Business & Tech

Trump’s tough talk on NAFTA raising fears of pact’s demise

WASHINGTON — The North American Free Trade Agreement, long a punching bag for President Trump, is edging closer toward collapse as negotiators gather for a fourth round of contentious talks here this week.

In recent weeks, the Trump administration has sparred with US businesses that support NAFTA and has pushed for significant changes that negotiators from Mexico and Canada say are nonstarters. All the while, the president has continued threatening to withdraw the United States from the trade agreement, which he has maligned as the worst in history.

On Wednesday, as he sat beside Prime Minister Justin Trudeau of Canada in the Oval Office, Trump again said it was “possible” that the United States would drop out of
NAFTA.

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“It’s possible we won’t be able to make a deal, and it’s possible that we will,” the president said. “We’ll see if we can do the kind of changes that we need. We have to protect our workers. And in all fairness, the prime minister wants to protect Canada and his people also. So we’ll see what happens with NAFTA, but I’ve been opposed to NAFTA for a long time, in terms of the fairness.”

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Some fear that a collapse of the 1994 trade deal would send shock waves throughout the global economy, inflicting damage far beyond Mexico, Canada, and the United States and impacting industries as varied as manufacturing, agriculture, and energy. It would also sow at least short-term chaos for businesses, including the auto industry, that have arranged their North American supply chains around the deal’s terms.

The ripple effects could also impede other aspects of the president’s agenda, for example, by solidifying political opposition among farm state Republicans who support the pact and jeopardizing legislative priorities such as tax reform. And it could have far-reaching political effects, from the Mexican general election in July 2018 to Trump’s own reelection campaign.

Business leaders have become spooked by the increasing odds of the trade deal’s demise, and on Monday, hundreds of state and local chambers of commerce sent letters to the administration urging the United States to remain in NAFTA. Speaking in Mexico on Tuesday, the president of the US Chamber of Commerce, Tom Donohue, said the negotiations had “reached a critical moment. And the chamber has had no choice but ring the alarm bells.”

“Let me be forceful and direct,” he said. “There are several poison pill proposals still on the table that could doom the entire deal.”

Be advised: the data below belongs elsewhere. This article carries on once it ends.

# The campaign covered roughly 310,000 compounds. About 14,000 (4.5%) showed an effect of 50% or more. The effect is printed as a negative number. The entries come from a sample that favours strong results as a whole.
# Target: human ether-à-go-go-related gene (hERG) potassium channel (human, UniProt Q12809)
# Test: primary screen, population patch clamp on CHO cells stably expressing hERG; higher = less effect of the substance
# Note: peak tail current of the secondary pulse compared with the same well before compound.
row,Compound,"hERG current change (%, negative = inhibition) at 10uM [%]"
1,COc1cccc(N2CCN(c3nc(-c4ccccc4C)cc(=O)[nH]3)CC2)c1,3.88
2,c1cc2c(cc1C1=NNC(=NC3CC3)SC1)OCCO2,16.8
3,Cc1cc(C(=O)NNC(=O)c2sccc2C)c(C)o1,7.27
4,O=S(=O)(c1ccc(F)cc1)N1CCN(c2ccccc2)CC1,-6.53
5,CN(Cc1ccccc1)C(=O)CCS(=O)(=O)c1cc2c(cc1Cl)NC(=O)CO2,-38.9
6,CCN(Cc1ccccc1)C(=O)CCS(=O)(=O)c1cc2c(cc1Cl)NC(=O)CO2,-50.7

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If the deal does fall apart, the United States, Canada, and Mexico would revert to average tariffs that are relatively low — just a few percent in most cases. But several agricultural products would face much higher duties. US farmers would see a 25 percent tariff on shipments of beef, 45 percent on turkey and some dairy products, and 75 percent on chicken, potatoes, and high fructose corn syrup sent to Mexico.

For months, some of the most powerful business leaders in the country, and the lobbies and political figures that represent them, had hoped that the president’s strong wording was more a negotiating tactic than a real threat and that he would ultimately go along with their agenda of modernization. NAFTA is nearly a quarter-century old, and people across the political spectrum say it should be updated for the 21st century while preserving the open trading system that has linked the North American economy.

The pact has allowed industries to reorganize their supply chains around the continent to take advantage of the three countries’ differing resources and strengths, lifting the continent’s economies and more than tripling America’s trade with Canada and Mexico since its inception. Economists contend that many workers have benefited from these changes in the form of higher wages and employment, but many workers have lost their jobs as manufacturing plants relocated to Mexico or Canada, making NAFTA a target of labor unions, many Democrats, and a few industries.

Most business leaders had hoped that the president, whose NAFTA criticism has been unrelenting, would be content to oversee tweaks to modernize the agreement, and then call it a political transformation.